A common problem faced by many state DOTs is that of ongoing design changes occurring once property maps are completed and ROW acquisition has commenced. The design changes require acquisition functions to be redone often several times and create delays in completion of ROW acquisition. District 5 has initiated a process whereby Design and ROW work hand-in-hand to formulate a good design which considers the physical construction needs of the project along with the needs of adjacent property owners. State ROW personnel work to reduce detrimental impacts on adjacent property to lessen business damages and to integrate the project into the existing and future land uses. Final ROW requirements are delineated at the 60 percent design stage and a parcel-by-parcel meeting with all disciplines is provided to consider one last opportunity to make changes. All subsequent changes must be evaluated to determine if they are clearly warranted or if construction can proceed without the change.
Avoiding last-minute design changes is considered important enough that District 5 has established a tracking system to record all changes after the 60 percent design stage. Any change proposed after this milestone requires a special ROW and Design meeting to discuss the proposed changes and to make a recommendation for or against the change. Any change requires management approval. District 5 staff notes that they have seen significant reductions in late changes - and resulting delays - as a result of the coordination process between Design and ROW as well as the tracking system, and are gathering data to quantify these benefits.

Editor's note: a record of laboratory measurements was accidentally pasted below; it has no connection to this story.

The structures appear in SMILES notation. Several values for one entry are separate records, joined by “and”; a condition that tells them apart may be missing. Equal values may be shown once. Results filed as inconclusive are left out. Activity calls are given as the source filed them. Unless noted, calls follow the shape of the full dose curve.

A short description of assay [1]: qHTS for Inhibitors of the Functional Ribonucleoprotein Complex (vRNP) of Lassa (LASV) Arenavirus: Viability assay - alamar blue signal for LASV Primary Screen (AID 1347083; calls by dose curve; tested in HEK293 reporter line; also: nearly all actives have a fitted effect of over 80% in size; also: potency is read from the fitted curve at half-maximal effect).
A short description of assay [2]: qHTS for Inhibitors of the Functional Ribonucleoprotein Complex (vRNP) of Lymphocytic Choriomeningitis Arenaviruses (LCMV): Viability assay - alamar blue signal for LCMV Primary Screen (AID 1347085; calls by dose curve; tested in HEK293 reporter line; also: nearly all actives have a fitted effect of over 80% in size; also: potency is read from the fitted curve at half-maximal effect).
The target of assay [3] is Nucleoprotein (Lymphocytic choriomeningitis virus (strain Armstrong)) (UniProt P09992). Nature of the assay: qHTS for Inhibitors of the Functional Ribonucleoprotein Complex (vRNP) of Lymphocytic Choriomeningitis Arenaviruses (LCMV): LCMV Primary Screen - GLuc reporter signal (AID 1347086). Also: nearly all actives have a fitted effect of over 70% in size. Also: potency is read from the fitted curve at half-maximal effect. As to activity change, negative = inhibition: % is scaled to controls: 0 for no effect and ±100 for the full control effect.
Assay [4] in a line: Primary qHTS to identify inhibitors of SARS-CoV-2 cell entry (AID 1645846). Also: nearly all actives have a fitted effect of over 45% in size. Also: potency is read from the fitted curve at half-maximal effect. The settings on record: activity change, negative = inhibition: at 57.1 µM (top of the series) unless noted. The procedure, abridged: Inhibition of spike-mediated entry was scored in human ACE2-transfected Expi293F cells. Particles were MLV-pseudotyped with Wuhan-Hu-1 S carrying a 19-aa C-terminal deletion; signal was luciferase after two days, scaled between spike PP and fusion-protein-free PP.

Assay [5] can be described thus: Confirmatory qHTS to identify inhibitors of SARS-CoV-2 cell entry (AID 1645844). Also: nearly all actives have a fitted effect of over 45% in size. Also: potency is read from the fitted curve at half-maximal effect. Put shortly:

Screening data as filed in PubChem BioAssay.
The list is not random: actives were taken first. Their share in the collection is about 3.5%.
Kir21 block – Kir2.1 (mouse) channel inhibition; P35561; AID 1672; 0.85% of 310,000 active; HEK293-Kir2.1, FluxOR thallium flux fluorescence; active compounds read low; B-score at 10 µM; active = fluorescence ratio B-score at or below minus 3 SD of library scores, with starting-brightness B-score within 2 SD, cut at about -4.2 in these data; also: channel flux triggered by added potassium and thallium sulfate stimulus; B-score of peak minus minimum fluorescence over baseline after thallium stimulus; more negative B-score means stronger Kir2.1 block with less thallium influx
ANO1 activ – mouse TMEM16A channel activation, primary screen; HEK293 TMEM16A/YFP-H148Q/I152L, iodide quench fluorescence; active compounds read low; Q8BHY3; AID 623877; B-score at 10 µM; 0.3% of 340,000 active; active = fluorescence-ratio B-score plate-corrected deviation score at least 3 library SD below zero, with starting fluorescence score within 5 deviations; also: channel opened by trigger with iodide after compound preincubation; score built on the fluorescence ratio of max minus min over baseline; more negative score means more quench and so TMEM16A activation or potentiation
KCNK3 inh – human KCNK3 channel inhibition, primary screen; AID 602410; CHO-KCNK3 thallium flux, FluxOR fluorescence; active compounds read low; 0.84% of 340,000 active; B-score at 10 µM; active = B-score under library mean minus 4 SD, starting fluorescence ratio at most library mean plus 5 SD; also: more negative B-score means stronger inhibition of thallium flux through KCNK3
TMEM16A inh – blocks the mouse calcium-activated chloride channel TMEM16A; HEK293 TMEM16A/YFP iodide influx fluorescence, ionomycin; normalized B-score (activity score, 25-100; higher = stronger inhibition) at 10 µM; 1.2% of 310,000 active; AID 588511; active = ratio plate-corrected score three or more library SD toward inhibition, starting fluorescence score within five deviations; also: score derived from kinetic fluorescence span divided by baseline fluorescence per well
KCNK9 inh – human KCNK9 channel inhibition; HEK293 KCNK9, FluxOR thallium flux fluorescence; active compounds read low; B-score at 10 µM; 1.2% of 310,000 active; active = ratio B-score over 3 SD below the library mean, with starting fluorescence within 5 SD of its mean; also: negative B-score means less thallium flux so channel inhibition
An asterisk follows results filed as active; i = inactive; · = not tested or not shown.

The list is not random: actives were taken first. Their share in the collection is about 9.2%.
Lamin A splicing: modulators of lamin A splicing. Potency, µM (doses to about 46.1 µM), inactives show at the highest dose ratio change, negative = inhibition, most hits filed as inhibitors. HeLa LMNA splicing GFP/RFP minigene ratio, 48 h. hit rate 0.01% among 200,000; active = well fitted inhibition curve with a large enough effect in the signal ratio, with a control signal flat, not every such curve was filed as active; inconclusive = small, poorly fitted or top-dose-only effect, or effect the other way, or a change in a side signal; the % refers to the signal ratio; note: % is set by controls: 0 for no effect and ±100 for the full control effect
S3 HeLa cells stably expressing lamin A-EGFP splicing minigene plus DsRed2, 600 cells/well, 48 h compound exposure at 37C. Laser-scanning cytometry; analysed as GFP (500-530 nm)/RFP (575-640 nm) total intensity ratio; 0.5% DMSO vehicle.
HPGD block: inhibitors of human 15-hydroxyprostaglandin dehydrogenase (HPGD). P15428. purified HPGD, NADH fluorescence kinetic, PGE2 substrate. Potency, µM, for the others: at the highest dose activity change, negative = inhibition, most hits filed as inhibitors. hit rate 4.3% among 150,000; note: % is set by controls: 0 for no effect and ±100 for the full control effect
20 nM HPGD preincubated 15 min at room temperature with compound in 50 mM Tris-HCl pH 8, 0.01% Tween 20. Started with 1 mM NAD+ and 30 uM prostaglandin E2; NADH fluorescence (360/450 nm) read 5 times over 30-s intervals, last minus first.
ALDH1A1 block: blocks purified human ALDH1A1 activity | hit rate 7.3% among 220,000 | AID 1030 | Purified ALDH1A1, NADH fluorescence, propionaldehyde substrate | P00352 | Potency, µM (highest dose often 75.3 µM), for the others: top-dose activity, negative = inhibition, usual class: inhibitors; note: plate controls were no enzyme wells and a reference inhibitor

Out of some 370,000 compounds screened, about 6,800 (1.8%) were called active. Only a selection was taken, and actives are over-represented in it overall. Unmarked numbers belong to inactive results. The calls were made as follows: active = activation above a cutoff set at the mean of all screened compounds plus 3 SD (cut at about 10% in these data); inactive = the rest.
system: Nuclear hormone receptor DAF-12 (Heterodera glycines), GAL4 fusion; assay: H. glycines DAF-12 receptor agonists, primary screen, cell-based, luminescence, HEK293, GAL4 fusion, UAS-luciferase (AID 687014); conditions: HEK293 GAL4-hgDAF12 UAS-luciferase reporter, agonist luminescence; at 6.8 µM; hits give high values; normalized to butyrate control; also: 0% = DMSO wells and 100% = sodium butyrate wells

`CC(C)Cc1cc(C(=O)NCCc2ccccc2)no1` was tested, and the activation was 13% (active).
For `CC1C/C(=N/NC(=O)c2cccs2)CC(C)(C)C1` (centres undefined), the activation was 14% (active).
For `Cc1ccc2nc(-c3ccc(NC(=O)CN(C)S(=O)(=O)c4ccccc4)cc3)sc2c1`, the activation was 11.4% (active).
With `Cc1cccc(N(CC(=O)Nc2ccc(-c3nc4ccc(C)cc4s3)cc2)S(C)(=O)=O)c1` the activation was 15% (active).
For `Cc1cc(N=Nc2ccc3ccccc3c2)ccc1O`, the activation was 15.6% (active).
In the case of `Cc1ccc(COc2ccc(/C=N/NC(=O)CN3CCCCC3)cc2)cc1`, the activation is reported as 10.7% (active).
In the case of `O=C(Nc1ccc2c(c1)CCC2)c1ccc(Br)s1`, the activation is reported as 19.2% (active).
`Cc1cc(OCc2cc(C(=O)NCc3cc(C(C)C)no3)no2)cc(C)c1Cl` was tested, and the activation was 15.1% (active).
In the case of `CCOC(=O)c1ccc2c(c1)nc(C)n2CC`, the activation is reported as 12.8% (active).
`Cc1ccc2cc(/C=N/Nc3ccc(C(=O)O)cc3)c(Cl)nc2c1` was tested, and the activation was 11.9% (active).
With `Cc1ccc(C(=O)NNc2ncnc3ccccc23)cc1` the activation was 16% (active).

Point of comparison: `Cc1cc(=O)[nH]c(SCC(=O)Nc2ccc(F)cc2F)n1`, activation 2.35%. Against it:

Florida DOT Procedures: Tracking Right-of-Way Requirement Changes
|(Excerpted from the FDOT Utilities Manual)